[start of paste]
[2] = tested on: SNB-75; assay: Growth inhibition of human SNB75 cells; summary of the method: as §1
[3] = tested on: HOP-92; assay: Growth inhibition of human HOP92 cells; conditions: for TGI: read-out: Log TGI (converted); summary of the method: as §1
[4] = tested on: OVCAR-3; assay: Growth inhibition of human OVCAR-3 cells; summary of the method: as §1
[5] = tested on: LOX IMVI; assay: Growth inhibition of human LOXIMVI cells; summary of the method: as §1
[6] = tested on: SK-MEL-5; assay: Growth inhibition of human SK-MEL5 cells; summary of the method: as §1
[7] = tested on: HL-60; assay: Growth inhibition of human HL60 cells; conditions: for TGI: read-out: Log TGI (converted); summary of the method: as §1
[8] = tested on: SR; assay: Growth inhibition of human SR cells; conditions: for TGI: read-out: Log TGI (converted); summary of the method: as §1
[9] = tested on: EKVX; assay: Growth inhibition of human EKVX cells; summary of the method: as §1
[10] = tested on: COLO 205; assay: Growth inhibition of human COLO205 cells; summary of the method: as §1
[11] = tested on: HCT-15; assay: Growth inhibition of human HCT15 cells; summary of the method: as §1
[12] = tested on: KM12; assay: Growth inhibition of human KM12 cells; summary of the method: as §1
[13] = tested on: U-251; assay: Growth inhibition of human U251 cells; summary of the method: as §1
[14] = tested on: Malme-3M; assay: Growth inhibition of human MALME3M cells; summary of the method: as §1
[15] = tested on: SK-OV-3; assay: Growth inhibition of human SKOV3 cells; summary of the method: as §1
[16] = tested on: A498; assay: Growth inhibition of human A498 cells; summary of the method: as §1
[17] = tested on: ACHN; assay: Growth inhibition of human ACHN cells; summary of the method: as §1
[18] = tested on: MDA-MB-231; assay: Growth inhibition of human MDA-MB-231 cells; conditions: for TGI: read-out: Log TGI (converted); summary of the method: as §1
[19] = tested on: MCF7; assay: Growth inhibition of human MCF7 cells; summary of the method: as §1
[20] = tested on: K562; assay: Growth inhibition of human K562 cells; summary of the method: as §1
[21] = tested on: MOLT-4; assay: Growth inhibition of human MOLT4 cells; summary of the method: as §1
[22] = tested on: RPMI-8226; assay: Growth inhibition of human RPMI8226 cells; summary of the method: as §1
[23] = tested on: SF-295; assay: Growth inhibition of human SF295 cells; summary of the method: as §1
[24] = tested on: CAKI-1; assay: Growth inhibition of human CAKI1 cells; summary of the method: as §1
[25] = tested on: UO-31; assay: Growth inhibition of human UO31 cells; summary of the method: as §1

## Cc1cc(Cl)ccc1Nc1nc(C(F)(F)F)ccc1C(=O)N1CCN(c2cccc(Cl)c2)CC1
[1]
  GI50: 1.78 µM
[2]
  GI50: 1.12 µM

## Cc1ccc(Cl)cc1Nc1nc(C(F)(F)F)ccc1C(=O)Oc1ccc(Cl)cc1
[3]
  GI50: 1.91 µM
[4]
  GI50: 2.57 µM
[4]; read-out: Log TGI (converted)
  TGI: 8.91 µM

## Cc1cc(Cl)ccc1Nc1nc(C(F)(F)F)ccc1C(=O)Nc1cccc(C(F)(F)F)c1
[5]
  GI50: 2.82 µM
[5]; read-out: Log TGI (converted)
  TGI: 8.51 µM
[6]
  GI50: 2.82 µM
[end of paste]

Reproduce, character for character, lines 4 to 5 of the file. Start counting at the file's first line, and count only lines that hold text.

[5] = tested on: LOX IMVI; assay: Growth inhibition of human LOXIMVI cells; summary of the method: as §1
[6] = tested on: SK-MEL-5; assay: Growth inhibition of human SK-MEL5 cells; summary of the method: as §1